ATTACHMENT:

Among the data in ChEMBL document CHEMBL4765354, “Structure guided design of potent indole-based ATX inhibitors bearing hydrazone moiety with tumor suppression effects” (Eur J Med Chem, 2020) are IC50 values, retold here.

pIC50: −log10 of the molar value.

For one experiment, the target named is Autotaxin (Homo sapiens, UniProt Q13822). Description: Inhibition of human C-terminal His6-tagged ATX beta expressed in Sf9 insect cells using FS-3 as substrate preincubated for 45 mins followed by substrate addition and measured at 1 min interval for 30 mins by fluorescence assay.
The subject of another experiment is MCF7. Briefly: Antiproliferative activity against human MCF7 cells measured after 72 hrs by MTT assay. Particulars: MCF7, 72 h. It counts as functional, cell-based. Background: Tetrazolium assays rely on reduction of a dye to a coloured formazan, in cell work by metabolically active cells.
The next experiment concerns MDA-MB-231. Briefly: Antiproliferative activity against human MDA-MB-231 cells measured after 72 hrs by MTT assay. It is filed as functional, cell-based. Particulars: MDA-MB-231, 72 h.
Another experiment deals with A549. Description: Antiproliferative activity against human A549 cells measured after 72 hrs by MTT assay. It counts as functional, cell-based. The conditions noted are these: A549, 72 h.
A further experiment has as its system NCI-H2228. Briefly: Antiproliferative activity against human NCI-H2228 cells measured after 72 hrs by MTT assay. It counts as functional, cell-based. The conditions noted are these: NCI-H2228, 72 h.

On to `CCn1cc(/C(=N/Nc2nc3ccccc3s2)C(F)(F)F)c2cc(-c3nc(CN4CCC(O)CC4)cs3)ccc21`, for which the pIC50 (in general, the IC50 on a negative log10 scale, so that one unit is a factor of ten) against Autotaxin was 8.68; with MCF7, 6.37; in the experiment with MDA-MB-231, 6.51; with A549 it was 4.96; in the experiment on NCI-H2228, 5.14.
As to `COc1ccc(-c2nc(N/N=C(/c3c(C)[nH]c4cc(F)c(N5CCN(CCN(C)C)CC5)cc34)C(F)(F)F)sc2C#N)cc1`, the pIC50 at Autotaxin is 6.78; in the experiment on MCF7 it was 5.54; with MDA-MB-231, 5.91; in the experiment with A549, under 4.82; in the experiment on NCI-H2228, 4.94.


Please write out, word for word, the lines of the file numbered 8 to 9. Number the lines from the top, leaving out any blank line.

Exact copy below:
On to `CCn1cc(/C(=N/Nc2nc3ccccc3s2)C(F)(F)F)c2cc(-c3nc(CN4CCC(O)CC4)cs3)ccc21`, for which the pIC50 (in general, the IC50 on a negative log10 scale, so that one unit is a factor of ten) against Autotaxin was 8.68; with MCF7, 6.37; in the experiment with MDA-MB-231, 6.51; with A549 it was 4.96; in the experiment on NCI-H2228, 5.14.
As to `COc1ccc(-c2nc(N/N=C(/c3c(C)[nH]c4cc(F)c(N5CCN(CCN(C)C)CC5)cc34)C(F)(F)F)sc2C#N)cc1`, the pIC50 at Autotaxin is 6.78; in the experiment on MCF7 it was 5.54; with MDA-MB-231, 5.91; in the experiment with A549, under 4.82; in the experiment on NCI-H2228, 4.94.